To learn more about hydrocephalus and its treatment, watch this video from Boston Children’s Hospital:

Hydrocephalus and its treatment | Boston Children’s Hospital, 2011.


Chapter 7 Summary

This chapter provided an overview of the organization and functioning of the human body. You learned that:

  • The human body consists of multiple parts that function together to maintain life. The biology of the human body incorporates the body’s structure — or anatomy — and the body’s functioning, or physiology.
  • The organization of the human body is a hierarchy of increasing size and complexity, starting at the level of atoms and molecules and ending at the level of the entire organism.
  • Cells are the level of organization above atoms and molecules, and they are the basic units of structure and function of the human body. Each cell carries out basic life functions, as well as other specific roles. Cells of the human body show a lot of variation.
    • Variations in cell function are generally reflected in variations in cell structure.
    • Some cells are unattached to other cells and can move freely. Others are attached to each other and cannot move freely. Some cells can divide readily and form new cells, and others can divide only under exceptional circumstances. Many cells are specialized to produce and secrete particular substances.
    • All the different cell types within an individual have the same genes. Cells can vary because different genes are expressed depending on the cell type.
    • Many common types of human cells consist of several subtypes of cells, each of which has a special structure and function. For example, subtypes of bone cells include osteocytes, osteoblasts, osteogenic cells, and osteoclasts.
  • A tissue is a group of connected cells that have a similar function. There are four basic types of human tissues that make up all the organs of the human body: epithelial, muscle, nervous, and connective tissues.
    • Connective tissues, such as bone, tendons and blood, are made up of a scattering of living cells that are separated by non-living material, called extracellular matrix.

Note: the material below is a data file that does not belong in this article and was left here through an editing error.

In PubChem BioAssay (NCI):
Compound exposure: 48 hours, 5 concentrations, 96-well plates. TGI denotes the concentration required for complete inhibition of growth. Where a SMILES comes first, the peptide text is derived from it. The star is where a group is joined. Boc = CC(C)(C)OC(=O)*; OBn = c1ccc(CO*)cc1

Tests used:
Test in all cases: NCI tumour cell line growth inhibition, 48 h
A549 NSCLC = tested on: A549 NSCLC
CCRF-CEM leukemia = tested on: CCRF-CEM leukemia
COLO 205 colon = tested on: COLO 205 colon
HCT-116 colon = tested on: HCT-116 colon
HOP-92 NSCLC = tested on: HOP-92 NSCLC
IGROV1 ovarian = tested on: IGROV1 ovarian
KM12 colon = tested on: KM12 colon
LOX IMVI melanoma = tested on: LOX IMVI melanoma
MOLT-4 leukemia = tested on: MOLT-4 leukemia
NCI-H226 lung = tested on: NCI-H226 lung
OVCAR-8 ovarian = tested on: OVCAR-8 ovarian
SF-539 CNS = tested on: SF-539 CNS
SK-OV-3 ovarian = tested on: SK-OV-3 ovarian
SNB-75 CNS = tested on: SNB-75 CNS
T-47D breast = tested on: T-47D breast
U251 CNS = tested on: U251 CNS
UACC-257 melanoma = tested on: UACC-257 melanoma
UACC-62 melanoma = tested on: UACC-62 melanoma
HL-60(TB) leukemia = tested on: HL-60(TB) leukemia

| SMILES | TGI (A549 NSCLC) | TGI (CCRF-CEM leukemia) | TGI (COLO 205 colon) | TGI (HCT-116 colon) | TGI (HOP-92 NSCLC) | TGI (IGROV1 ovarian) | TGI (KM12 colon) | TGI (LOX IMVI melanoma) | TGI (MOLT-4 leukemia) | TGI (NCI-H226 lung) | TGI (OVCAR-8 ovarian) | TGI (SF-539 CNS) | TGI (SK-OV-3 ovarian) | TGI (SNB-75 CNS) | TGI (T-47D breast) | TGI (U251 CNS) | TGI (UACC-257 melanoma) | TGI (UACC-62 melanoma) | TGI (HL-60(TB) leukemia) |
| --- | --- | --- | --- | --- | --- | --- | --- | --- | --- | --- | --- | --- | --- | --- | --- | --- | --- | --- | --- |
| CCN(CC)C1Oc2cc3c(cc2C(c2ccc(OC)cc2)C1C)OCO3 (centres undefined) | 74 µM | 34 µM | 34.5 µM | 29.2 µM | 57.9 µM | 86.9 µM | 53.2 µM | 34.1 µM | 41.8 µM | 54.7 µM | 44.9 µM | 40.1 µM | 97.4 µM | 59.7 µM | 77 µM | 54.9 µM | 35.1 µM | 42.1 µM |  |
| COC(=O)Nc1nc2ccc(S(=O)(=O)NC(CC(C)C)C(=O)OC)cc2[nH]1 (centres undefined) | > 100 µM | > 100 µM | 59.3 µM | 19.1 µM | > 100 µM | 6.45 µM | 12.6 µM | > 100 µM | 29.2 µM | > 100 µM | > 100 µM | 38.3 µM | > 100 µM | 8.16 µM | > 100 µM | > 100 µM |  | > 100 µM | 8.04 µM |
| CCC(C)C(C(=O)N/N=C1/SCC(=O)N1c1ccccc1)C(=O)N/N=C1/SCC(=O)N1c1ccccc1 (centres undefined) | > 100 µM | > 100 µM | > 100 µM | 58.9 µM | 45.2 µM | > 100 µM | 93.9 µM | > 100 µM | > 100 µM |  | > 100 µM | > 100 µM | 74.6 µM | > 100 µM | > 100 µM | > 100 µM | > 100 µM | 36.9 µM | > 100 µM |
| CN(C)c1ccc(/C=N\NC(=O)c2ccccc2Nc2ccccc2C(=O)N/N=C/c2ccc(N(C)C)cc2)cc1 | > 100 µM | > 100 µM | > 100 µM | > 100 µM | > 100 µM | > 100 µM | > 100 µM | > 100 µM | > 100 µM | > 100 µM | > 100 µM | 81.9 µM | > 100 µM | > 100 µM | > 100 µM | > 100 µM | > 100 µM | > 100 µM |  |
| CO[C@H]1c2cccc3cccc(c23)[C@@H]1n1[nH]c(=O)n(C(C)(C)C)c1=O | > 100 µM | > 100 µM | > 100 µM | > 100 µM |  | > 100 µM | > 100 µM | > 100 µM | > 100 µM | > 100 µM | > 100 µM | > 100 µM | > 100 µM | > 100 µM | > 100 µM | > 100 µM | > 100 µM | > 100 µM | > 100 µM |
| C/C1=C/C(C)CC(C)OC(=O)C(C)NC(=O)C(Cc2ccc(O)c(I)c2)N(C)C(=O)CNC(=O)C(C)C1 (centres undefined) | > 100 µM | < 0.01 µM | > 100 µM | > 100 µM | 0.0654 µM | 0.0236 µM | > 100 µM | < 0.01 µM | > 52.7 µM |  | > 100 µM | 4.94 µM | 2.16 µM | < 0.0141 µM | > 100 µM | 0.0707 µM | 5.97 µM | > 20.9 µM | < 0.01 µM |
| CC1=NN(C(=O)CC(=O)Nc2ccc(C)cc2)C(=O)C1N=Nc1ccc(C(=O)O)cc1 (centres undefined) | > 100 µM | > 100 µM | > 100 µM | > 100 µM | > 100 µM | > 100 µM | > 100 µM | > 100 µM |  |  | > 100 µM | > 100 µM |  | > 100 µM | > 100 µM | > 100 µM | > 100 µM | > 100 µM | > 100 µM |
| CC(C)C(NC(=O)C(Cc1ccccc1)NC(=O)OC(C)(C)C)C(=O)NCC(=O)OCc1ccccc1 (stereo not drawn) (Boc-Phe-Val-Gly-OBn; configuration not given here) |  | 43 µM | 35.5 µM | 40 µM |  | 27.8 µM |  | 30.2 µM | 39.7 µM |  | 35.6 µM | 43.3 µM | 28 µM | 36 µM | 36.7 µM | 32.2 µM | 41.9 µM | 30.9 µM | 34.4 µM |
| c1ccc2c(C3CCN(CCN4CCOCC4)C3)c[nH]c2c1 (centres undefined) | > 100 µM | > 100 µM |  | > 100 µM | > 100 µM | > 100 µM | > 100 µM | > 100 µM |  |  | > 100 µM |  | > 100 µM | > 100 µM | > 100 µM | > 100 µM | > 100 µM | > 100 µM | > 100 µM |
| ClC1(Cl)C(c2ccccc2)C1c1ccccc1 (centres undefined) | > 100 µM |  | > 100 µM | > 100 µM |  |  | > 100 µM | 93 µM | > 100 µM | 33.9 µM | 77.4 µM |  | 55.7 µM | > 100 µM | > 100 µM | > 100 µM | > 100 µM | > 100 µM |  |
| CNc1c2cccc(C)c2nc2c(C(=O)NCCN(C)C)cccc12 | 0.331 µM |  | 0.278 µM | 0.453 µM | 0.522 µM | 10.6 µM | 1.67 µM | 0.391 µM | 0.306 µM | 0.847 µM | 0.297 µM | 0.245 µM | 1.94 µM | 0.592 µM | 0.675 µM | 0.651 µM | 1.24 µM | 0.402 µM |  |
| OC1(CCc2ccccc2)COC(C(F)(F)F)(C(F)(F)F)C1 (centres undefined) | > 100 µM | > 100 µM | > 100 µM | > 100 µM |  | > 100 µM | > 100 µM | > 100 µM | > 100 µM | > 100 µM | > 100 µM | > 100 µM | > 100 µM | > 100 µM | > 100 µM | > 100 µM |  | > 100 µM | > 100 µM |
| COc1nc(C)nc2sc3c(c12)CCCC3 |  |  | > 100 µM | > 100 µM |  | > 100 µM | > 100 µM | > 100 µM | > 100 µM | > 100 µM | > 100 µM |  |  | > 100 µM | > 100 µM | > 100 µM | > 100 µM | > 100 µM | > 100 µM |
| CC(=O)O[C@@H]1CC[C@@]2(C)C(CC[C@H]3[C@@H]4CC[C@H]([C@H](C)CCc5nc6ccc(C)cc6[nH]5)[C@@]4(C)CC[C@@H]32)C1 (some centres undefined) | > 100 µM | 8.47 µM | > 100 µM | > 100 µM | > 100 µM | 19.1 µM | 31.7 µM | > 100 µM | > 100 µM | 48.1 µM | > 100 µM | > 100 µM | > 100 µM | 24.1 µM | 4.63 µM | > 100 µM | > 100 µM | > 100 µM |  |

• Epithelial tissues, such as skin and mucous membranes, protect the body and its internal organs and secrete or absorb substances.
    • Muscular tissues are made up of cells that have the unique ability to contract. They include skeletal, smooth, and cardiac muscle tissues.
    • Nervous tissues are made up of neurons, which transmit messages, and neuroglia of various types, which play supporting roles.
  • An organ is a structure that consists of two or more types of tissues that work together to do the same job. The brain and the heart are two examples.
    • Many organs are composed of a major tissue that performs the organ’s main function, as well as other tissues that play supporting roles.
    • The human body contains five organs that are considered vital for survival: the heart, brain, kidneys, liver, and lungs. If any of these five organs stops functioning, death of the organism is imminent without medical intervention.
  • An organ system is a group of organs that work together to carry out a complex overall function. For example, the skeletal system provides structure to the body and protects internal organs.
  • Organ systems of the human body must work together to keep the body alive and functioning normally. This requires communication among organ systems. This is controlled by the autonomic nervous system and endocrine system. The autonomic nervous system controls involuntary body functions, such as heart rate and digestion. The endocrine system secretes hormones into the blood that travel to body cells and influence their activities.
    • Cellular respiration is a good example of organ system interactions, because it is a basic life process that occurs in all living cells. It is the intracellular process that breaks down glucose with oxygen to produce carbon dioxide and energy. Cellular respiration requires the interaction of the digestive, cardiovascular, and respiratory systems.
    • The fight-or-flight response is a good example of how the nervous and endocrine systems control other organ system responses. It is triggered by a message from the brain to the endocrine system and prepares the body for flight or a fight. Many organ systems are stimulated to respond, including the cardiovascular, respiratory, and digestive systems.
    • Playing softball or doing other voluntary physical activities may involve the interaction of nervous, muscular, skeletal, respiratory, and cardiovascular systems.
  • Homeostasis is the condition in which a system such as the human body is maintained in a more or less steady state. It is the job of cells, tissues, organs, and organ systems throughout the body to maintain homeostasis.
    • For any given variable (such as body temperature), there is a particular set point that is the physiological optimum value. The spread of values around the set point that is considered insignificant is called the normal range.
    • Homeostasis is generally maintained by a negative feedback loop that includes a stimulus, sensor, control centre, and effector. Negative feedback serves to reduce an excessive response and to keep a variable within the normal range. Negative feedback loops control body temperature and the blood glucose level.